It’s hard for a clown to cut a break sometimes.
For some reason, kids, and the occasional adult, tend to run the other way when they see the grease paint and big red nose.
A term has even been coined on the ‘net for those who have fear of clowns –– coulrophobia. And it hasn’t helped that too many horror films have been made featuring a smeared red smiley-faced psychopath in clown costume. (Jigsaw, The Joker from The Dark Knight, anyone?)
Lawrence Bourgeois hopes to change that image.
Known by his other moniker “Pingo,” Bourgeois has created a new act that combines clowning with his other favourite past time, music.
“Basically the Clown ‘n’ Country Music Show is country music played by clowns,” said Bourgeois, a former Vernon and Armstrong resident who now lives in Kelowna.
“This is truly family entertainment. The story is about a clown who is not making it as a clown, but finds he is a better musician. It’s classic country. There’s lots of one liners, and it’s clean comedy.”
The mix of clowning and country also blends well together, and is a natural fit to what Bourgeois hopes to achieve.
“Our goal is to bring live, classic country back to small community halls,” he said. “We want to work with service clubs such as the Army Navy Air Force, the legion, community halls and organizations, and to raise money for them.”
Bourgeois has rounded up two local musicians to help him in this latest endeavour, including Vernon vocalist/keyboardist and recording studio owner Betty Ann Northup and Enderby bassist Jerry Hutter (who once toured with Gary Fjellgaard.)
Bourgeois is the main “clown.”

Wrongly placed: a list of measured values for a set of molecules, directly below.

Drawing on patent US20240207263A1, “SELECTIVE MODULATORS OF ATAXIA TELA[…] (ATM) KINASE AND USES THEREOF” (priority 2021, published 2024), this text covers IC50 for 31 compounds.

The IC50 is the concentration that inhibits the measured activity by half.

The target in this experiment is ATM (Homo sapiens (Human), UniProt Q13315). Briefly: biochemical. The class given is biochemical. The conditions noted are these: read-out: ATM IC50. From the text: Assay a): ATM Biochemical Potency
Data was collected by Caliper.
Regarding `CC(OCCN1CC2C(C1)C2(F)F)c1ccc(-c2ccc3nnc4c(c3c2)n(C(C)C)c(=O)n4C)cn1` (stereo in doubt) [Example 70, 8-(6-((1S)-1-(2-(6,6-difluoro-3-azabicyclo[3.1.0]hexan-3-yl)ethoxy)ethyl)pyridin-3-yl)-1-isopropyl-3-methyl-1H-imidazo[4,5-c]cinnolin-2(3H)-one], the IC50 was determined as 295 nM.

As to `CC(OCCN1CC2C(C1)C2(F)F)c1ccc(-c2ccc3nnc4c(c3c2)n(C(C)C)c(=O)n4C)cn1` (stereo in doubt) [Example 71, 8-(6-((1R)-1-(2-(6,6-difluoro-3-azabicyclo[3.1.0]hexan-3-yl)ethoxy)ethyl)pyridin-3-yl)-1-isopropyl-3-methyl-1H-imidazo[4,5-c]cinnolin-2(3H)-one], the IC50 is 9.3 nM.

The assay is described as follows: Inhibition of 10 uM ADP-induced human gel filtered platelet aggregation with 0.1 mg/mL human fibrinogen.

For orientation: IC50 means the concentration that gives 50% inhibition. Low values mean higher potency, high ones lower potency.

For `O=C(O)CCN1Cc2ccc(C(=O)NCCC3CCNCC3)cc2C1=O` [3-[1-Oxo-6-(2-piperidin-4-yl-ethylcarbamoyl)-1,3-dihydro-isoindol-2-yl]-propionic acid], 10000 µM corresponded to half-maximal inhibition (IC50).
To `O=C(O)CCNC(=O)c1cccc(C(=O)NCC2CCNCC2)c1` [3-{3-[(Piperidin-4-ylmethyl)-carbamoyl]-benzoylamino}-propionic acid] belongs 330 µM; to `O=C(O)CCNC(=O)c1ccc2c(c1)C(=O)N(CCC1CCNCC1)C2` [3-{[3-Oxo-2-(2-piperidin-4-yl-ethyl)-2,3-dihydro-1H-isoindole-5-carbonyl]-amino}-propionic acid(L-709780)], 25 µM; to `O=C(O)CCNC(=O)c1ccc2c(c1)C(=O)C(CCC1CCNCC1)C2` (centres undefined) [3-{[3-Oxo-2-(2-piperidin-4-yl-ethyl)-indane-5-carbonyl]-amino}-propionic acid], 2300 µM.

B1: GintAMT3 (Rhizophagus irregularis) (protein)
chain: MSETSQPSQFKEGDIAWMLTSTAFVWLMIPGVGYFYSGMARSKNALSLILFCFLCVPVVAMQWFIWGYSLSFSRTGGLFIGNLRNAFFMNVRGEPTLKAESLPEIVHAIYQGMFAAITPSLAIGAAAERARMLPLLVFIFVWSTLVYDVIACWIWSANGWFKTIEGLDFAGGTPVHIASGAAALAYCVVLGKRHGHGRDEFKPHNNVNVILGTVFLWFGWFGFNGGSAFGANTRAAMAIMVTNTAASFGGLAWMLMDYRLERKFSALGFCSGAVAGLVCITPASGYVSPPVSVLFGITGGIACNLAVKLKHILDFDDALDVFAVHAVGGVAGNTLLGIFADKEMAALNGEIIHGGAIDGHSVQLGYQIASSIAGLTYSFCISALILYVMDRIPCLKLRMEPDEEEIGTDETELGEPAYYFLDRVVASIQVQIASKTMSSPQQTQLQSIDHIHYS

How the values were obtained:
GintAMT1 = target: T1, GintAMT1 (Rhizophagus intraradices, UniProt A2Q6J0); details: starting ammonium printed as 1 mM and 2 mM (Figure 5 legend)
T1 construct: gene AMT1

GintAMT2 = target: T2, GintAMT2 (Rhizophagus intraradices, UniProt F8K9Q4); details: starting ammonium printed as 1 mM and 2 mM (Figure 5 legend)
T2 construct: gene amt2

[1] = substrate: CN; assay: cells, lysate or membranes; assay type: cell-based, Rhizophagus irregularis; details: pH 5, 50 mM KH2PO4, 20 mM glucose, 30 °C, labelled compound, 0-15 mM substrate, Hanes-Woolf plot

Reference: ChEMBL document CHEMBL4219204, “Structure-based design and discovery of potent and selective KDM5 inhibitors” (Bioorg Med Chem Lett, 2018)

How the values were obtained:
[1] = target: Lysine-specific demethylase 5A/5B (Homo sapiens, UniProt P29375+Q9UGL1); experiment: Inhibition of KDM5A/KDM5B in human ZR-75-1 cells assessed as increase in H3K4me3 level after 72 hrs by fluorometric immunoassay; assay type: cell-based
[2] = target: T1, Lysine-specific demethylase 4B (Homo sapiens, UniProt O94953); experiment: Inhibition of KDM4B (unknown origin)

Originally from Manning, Alta., Bourgeois’ exposure to clowns was mostly at the rodeo. However, his experience as a musician goes back to when he five years old, when he was handed his first guitar. He started touring professionally at the age of 15, and has been involved in the business –– off and on –– ever since.
After moving back to B.C. in the mid-’80s he began playing in numerous bands, and in ‘92 he formed Pingo, named after a hill made of permafrost, performing in the Royal Canadian Legion lounge circuit for many years.
“I got the name Pingo after travelling to the north in the ‘60s,” explained Bourgeois.
After producing The Country Music Story, a stage act dedicated to the origins of country, in 2005, Bourgeois got out of the music business, saying he found it difficult to find other musicians willing to commit the time.
It was after visiting Hutter, and receiving further encouragement from his wife, Barb, that he came up with Clown ‘n’ Country.
“I was told to get back into music, as that’s when I’m happiest. When I thought about what kind of show I wanted to do, the clown idea came up. It was a way to make other people happy.”
The Clown ‘n’ Country Music Show makes its Vernon debut at the Army Navy Airforce Unit 5 (The Hangar) Thursday. Doors open at 7 p.m. and the show starts at 7:30 p.m. Tickets are $20 in advance at the ANAF Spitfire Lounge, by calling 250-470-7366, or visit www.clownandcountry.com. Tickets are $25 at the door. A portion of the proceeds will be will be donated to the ANAF Unit 5 renovation fund.